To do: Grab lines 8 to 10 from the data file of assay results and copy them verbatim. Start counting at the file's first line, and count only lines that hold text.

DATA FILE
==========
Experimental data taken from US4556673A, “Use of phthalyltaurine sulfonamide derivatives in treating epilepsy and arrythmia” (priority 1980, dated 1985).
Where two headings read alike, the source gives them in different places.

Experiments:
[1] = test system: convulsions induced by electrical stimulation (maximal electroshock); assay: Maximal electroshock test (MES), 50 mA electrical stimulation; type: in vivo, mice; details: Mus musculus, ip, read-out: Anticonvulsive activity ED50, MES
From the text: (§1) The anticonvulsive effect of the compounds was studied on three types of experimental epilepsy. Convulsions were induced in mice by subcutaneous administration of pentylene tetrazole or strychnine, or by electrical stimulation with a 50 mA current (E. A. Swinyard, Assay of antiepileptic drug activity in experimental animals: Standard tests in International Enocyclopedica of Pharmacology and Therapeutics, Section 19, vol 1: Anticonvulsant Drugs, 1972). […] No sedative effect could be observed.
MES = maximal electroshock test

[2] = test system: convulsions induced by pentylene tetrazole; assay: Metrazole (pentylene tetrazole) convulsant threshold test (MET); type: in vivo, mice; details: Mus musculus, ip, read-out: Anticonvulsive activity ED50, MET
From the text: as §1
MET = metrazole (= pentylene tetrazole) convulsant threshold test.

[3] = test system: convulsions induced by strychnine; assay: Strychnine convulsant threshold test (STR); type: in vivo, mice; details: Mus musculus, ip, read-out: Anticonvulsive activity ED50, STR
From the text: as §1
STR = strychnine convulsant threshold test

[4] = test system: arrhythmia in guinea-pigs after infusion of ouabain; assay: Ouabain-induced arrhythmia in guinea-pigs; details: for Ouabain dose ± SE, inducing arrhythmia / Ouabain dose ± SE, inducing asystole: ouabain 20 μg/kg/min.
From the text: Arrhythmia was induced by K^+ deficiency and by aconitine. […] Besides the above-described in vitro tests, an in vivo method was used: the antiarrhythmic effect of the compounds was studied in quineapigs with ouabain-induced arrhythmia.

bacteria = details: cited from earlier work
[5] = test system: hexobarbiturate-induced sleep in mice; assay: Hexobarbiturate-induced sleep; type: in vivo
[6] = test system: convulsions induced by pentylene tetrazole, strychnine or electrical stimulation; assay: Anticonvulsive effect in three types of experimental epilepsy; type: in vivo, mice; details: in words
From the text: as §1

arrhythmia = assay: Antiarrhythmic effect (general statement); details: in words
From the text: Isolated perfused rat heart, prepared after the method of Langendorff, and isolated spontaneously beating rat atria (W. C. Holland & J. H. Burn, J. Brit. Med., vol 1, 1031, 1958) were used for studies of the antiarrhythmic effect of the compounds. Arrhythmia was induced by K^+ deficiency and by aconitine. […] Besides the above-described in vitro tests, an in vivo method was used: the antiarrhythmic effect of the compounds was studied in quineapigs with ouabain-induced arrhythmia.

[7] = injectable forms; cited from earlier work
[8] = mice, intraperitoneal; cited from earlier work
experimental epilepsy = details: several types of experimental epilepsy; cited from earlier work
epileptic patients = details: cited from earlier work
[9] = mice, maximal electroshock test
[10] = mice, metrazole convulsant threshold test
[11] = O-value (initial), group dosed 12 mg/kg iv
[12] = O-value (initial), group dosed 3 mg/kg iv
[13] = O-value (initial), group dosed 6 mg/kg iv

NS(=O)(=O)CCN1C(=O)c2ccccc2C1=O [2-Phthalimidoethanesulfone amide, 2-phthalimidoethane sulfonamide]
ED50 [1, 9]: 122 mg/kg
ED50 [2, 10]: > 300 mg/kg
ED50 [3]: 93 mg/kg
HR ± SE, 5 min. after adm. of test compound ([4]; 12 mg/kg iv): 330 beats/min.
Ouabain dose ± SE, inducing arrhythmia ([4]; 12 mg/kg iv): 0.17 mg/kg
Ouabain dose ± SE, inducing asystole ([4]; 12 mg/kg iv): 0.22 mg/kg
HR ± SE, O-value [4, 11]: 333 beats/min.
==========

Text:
From the text: as §1
MET = metrazole (= pentylene tetrazole) convulsant threshold test.

[3] = test system: convulsions induced by strychnine; assay: Strychnine convulsant threshold test (STR); type: in vivo, mice; details: Mus musculus, ip, read-out: Anticonvulsive activity ED50, STR